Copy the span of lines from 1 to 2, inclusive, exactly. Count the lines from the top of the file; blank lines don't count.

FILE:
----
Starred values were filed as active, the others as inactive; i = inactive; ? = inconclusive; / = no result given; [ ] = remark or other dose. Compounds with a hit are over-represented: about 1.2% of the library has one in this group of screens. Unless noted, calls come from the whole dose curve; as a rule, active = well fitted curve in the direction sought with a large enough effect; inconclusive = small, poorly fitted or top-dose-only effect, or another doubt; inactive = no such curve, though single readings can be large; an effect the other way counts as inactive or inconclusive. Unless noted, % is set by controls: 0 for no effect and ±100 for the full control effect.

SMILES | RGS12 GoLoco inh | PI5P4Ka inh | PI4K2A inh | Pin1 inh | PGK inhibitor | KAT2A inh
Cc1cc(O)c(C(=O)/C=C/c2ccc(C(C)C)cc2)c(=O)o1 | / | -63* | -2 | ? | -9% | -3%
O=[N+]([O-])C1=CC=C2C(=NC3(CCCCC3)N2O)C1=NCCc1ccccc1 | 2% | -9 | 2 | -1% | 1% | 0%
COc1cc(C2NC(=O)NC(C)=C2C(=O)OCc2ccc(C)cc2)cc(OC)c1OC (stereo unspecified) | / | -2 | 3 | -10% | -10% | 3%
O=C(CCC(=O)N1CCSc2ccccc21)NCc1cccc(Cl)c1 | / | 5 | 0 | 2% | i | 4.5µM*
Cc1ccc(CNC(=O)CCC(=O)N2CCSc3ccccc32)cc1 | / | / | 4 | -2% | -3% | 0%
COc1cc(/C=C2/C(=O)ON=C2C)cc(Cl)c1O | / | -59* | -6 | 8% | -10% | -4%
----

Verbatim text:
Starred values were filed as active, the others as inactive; i = inactive; ? = inconclusive; / = no result given; [ ] = remark or other dose. Compounds with a hit are over-represented: about 1.2% of the library has one in this group of screens. Unless noted, calls come from the whole dose curve; as a rule, active = well fitted curve in the direction sought with a large enough effect; inconclusive = small, poorly fitted or top-dose-only effect, or another doubt; inactive = no such curve, though single readings can be large; an effect the other way counts as inactive or inconclusive. Unless noted, % is set by controls: 0 for no effect and ±100 for the full control effect.

SMILES | RGS12 GoLoco inh | PI5P4Ka inh | PI4K2A inh | Pin1 inh | PGK inhibitor | KAT2A inh